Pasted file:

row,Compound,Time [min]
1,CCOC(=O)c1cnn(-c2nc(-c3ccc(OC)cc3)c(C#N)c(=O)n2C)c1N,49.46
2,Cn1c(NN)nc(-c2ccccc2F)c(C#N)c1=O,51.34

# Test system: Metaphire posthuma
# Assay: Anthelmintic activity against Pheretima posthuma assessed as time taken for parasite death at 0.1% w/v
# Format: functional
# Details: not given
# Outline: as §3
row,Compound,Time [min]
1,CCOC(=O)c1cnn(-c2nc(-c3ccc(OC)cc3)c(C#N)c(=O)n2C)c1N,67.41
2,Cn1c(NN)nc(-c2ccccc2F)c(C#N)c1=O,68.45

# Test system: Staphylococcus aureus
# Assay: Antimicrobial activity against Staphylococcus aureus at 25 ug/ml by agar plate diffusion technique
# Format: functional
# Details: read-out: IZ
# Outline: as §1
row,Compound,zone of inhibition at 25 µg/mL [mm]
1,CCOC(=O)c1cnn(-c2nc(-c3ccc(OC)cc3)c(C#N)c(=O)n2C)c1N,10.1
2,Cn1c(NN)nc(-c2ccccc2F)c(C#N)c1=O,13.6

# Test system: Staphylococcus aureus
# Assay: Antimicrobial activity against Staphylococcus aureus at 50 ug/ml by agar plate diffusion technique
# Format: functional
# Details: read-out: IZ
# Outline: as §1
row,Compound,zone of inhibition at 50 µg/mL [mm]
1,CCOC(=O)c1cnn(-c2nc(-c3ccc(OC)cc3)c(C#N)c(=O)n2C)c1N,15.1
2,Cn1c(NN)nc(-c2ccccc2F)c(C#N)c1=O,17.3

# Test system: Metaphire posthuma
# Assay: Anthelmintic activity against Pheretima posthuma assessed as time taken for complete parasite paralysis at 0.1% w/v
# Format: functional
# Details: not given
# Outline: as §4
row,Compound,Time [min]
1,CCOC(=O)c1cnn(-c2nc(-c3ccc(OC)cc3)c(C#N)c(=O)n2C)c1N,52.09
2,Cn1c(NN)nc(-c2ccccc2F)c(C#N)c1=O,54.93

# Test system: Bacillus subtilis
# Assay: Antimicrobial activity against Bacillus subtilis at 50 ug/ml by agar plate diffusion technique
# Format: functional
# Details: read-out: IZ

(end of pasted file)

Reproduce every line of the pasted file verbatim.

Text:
row,Compound,Time [min]
1,CCOC(=O)c1cnn(-c2nc(-c3ccc(OC)cc3)c(C#N)c(=O)n2C)c1N,49.46
2,Cn1c(NN)nc(-c2ccccc2F)c(C#N)c1=O,51.34

# Test system: Metaphire posthuma
# Assay: Anthelmintic activity against Pheretima posthuma assessed as time taken for parasite death at 0.1% w/v
# Format: functional
# Details: not given
# Outline: as §3
row,Compound,Time [min]
1,CCOC(=O)c1cnn(-c2nc(-c3ccc(OC)cc3)c(C#N)c(=O)n2C)c1N,67.41
2,Cn1c(NN)nc(-c2ccccc2F)c(C#N)c1=O,68.45

# Test system: Staphylococcus aureus
# Assay: Antimicrobial activity against Staphylococcus aureus at 25 ug/ml by agar plate diffusion technique
# Format: functional
# Details: read-out: IZ
# Outline: as §1
row,Compound,zone of inhibition at 25 µg/mL [mm]
1,CCOC(=O)c1cnn(-c2nc(-c3ccc(OC)cc3)c(C#N)c(=O)n2C)c1N,10.1
2,Cn1c(NN)nc(-c2ccccc2F)c(C#N)c1=O,13.6

# Test system: Staphylococcus aureus
# Assay: Antimicrobial activity against Staphylococcus aureus at 50 ug/ml by agar plate diffusion technique
# Format: functional
# Details: read-out: IZ
# Outline: as §1
row,Compound,zone of inhibition at 50 µg/mL [mm]
1,CCOC(=O)c1cnn(-c2nc(-c3ccc(OC)cc3)c(C#N)c(=O)n2C)c1N,15.1
2,Cn1c(NN)nc(-c2ccccc2F)c(C#N)c1=O,17.3

# Test system: Metaphire posthuma
# Assay: Anthelmintic activity against Pheretima posthuma assessed as time taken for complete parasite paralysis at 0.1% w/v
# Format: functional
# Details: not given
# Outline: as §4
row,Compound,Time [min]
1,CCOC(=O)c1cnn(-c2nc(-c3ccc(OC)cc3)c(C#N)c(=O)n2C)c1N,52.09
2,Cn1c(NN)nc(-c2ccccc2F)c(C#N)c1=O,54.93

# Test system: Bacillus subtilis
# Assay: Antimicrobial activity against Bacillus subtilis at 50 ug/ml by agar plate diffusion technique
# Format: functional
# Details: read-out: IZ